April 03, 2005

Conspiracy Thriller Movies of the 1970s I like articles about the conspiracy thriller movies of the 1970s.
  • Thanks, Doris! Great link. Chinatown and The Conversation are two of my favorite films.
  • Basic research would have helped the writer of this article. Among the errors: Manchurian Candidate came out in 1962 not '63 and Harry Caul did have a telephone in The Conversation, in fact, among the early scenes he sits down to call his landlady to tell her not to open his mail anymore. I don't think the writer saw any of these films.
  • Speaking of which, Pollack's new one, The Interpreter, is actually pretty good. Which was a pleasant surprise. A bit hokey in parts, a bit preachy in other parts, but overall a tense, quite clever and not entirely soulless production. Excellent scene on a bus, which could have come right out of a 70s conspiracy thriller.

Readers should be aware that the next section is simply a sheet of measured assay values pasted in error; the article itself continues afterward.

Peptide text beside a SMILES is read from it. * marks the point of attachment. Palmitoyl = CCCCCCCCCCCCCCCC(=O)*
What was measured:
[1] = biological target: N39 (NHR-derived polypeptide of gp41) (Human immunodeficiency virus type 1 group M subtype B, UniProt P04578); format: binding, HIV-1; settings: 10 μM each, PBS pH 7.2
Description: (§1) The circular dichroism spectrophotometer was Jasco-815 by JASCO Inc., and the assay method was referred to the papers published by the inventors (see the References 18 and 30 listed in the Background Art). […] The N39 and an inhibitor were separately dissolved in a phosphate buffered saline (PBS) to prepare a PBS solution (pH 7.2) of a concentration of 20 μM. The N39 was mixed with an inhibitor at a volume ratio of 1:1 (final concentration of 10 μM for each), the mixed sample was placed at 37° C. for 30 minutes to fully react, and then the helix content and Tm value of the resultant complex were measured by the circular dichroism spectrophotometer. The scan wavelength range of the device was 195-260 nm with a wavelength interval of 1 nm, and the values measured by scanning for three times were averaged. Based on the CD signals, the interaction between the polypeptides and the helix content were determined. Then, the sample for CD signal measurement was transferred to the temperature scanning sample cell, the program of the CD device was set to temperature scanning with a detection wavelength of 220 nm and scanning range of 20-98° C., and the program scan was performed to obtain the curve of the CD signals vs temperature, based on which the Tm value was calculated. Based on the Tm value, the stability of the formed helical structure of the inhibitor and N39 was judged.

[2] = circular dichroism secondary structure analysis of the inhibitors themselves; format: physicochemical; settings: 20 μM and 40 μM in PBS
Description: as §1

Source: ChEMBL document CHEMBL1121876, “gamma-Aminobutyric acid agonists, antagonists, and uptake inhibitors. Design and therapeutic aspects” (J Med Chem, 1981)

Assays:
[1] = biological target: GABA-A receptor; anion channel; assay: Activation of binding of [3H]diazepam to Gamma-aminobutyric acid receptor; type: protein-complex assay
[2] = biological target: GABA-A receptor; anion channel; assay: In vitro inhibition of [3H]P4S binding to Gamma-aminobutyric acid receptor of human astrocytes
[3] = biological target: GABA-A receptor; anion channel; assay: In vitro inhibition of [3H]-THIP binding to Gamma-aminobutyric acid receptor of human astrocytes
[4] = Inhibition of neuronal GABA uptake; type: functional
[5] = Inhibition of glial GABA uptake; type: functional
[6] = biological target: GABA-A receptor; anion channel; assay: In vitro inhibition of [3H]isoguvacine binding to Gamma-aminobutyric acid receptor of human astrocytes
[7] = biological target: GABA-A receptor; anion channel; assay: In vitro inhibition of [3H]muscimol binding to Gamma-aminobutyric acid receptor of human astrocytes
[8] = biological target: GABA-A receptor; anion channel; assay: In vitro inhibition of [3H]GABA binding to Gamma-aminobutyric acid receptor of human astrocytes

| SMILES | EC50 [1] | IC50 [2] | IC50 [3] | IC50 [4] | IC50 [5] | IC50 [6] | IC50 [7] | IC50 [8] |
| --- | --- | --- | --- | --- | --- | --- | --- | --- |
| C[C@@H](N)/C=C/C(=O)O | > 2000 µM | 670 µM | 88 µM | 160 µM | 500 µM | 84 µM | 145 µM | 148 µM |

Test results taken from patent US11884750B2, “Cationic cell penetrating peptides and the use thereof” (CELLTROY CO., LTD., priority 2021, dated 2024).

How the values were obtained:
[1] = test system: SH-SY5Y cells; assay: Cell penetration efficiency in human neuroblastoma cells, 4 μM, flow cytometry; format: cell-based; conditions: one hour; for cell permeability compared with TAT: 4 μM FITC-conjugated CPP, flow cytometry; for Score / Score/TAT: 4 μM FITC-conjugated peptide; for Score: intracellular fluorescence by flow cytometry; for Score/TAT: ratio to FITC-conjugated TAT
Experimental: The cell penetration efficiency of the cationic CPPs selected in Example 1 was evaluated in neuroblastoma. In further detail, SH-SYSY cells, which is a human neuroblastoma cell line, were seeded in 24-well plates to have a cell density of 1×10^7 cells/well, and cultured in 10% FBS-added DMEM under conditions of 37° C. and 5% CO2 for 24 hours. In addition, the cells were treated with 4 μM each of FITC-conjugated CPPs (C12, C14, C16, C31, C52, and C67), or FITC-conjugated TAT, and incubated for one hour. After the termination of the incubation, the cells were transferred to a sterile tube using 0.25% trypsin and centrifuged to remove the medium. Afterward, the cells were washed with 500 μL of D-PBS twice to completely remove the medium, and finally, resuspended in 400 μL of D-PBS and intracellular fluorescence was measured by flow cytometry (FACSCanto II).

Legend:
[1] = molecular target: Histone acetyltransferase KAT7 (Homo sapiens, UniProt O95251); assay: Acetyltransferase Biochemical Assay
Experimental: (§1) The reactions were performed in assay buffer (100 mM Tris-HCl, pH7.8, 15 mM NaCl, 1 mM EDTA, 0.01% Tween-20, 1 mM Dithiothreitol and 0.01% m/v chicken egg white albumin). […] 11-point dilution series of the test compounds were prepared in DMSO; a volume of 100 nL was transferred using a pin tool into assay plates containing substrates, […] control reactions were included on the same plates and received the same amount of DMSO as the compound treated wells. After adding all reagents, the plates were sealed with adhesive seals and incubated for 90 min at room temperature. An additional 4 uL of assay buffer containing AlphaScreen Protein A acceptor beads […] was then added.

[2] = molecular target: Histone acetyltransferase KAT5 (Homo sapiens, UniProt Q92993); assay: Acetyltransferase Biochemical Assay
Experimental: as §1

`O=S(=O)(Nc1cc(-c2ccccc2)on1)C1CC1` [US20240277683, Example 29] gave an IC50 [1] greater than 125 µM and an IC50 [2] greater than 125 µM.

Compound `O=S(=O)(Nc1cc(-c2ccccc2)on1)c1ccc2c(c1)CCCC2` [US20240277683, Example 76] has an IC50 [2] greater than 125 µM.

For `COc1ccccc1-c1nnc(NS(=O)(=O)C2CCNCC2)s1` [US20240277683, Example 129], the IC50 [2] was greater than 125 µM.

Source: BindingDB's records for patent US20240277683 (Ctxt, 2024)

• Yes, I saw a screening of The Interpreter recently and it's quite good. Pollack hit all the right notes.
  • Several of the films mentioned here are among my favorites, and Pakula is the most underrated director in recent times in my book -- his trilogy of Klute, the Parallax View, and All the President's Men is the filmic equivalent of the Rolling Stones 1968-1972 string of great records, Beggars Banquet, Let It Bleed, Sticky Fingers, and Exile on Main Street. Artists at the peak of their powers, tapped into the mainline of the zeitgeist.